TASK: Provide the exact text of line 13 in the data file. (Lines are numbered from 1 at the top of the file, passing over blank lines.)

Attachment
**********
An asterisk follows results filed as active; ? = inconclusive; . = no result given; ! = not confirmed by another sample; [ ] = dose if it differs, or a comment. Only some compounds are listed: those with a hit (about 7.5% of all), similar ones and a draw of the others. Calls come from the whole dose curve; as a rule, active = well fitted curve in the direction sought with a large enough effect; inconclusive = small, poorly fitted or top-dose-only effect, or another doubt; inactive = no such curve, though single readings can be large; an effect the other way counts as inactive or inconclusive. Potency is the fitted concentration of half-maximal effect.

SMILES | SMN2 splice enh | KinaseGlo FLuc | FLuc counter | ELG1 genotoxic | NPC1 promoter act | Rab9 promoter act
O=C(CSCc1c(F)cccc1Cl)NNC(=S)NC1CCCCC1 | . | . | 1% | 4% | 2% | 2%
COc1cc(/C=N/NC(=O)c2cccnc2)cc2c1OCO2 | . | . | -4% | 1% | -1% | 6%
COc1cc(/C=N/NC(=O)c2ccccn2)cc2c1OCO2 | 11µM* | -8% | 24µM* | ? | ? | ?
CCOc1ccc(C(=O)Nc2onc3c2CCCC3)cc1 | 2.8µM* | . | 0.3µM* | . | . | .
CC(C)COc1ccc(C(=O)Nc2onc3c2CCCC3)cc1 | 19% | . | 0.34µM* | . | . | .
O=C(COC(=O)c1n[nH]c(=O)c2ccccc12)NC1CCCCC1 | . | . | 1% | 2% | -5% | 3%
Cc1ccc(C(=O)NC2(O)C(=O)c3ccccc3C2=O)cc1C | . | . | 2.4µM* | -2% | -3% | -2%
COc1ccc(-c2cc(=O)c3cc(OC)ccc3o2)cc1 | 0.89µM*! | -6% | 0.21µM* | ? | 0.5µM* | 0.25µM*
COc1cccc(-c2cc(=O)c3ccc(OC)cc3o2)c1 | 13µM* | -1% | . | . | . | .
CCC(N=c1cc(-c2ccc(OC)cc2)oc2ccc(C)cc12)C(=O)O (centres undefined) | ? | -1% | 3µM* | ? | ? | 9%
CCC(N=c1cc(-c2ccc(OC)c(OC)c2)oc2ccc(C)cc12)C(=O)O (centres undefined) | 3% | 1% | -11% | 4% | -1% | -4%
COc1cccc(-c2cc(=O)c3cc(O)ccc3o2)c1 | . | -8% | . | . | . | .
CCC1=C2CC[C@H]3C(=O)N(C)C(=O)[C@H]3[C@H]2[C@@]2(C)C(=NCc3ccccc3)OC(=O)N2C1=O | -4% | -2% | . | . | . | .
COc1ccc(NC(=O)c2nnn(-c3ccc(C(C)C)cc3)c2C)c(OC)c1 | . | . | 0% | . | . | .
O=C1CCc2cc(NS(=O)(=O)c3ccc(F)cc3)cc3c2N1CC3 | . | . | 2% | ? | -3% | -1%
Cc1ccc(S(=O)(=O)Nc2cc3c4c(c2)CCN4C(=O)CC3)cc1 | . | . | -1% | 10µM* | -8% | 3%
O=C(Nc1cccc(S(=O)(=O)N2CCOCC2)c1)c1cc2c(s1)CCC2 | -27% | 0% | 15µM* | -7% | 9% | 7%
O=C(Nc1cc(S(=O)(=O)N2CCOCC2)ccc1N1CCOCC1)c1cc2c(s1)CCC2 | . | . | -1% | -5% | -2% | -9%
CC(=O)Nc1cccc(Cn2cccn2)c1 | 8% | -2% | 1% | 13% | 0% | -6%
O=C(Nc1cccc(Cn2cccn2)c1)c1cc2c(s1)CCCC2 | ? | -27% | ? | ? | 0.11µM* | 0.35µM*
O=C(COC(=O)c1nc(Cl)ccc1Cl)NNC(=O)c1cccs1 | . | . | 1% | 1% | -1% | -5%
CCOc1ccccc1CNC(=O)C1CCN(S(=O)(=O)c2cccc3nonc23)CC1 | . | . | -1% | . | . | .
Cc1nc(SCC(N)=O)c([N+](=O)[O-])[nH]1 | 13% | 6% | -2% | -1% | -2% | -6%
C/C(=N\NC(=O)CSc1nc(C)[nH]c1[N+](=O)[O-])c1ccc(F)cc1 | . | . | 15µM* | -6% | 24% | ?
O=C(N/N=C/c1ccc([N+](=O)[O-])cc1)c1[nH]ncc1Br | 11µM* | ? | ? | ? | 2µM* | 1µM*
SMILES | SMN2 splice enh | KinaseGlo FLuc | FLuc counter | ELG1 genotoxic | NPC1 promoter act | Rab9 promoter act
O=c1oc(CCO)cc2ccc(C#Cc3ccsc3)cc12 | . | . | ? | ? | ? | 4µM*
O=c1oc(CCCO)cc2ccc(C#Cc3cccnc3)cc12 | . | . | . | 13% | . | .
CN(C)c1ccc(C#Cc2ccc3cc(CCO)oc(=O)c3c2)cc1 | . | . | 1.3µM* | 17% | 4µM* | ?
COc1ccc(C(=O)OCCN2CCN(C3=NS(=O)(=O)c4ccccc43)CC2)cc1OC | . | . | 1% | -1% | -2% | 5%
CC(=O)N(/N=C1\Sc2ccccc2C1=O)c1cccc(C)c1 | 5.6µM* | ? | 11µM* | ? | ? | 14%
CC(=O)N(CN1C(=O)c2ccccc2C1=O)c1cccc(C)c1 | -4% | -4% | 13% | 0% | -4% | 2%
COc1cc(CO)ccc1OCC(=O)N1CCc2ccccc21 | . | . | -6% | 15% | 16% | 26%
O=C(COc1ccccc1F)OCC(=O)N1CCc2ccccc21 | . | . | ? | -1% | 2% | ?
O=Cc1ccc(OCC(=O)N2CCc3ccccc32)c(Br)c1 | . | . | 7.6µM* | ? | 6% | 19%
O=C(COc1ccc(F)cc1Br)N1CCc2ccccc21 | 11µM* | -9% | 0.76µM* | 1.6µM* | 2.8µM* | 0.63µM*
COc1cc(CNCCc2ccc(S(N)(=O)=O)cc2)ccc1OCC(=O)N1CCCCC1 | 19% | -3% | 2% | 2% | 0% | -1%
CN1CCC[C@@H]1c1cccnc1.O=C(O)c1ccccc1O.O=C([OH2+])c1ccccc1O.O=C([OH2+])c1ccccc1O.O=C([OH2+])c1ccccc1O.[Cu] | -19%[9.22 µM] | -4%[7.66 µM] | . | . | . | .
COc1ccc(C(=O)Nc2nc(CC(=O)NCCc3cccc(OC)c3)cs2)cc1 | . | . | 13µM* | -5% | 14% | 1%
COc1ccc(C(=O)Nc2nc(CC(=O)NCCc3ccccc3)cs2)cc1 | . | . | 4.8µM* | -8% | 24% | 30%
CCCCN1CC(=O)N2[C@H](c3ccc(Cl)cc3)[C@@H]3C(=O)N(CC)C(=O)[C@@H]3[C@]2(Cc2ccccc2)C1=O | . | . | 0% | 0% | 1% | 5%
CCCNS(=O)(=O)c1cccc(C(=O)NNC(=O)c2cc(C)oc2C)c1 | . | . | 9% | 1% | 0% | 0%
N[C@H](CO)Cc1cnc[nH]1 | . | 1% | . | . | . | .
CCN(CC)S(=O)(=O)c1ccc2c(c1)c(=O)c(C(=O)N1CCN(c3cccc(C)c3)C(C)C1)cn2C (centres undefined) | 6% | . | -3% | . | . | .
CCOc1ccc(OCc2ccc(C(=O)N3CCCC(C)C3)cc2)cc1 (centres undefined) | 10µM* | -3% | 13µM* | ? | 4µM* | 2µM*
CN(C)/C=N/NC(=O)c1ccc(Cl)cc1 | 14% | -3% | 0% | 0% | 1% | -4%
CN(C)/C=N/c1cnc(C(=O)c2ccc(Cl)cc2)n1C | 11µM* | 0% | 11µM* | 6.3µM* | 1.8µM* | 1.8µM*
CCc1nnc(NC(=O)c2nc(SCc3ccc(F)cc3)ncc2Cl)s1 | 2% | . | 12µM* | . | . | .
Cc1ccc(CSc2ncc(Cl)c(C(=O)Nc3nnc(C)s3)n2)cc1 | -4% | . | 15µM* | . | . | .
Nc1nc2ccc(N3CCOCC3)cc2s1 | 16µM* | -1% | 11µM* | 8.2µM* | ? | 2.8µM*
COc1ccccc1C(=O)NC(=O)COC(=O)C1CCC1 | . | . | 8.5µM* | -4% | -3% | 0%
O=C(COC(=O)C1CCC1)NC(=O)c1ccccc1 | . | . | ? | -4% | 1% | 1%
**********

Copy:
CCC(N=c1cc(-c2ccc(OC)c(OC)c2)oc2ccc(C)cc12)C(=O)O (centres undefined) | 3% | 1% | -11% | 4% | -1% | -4%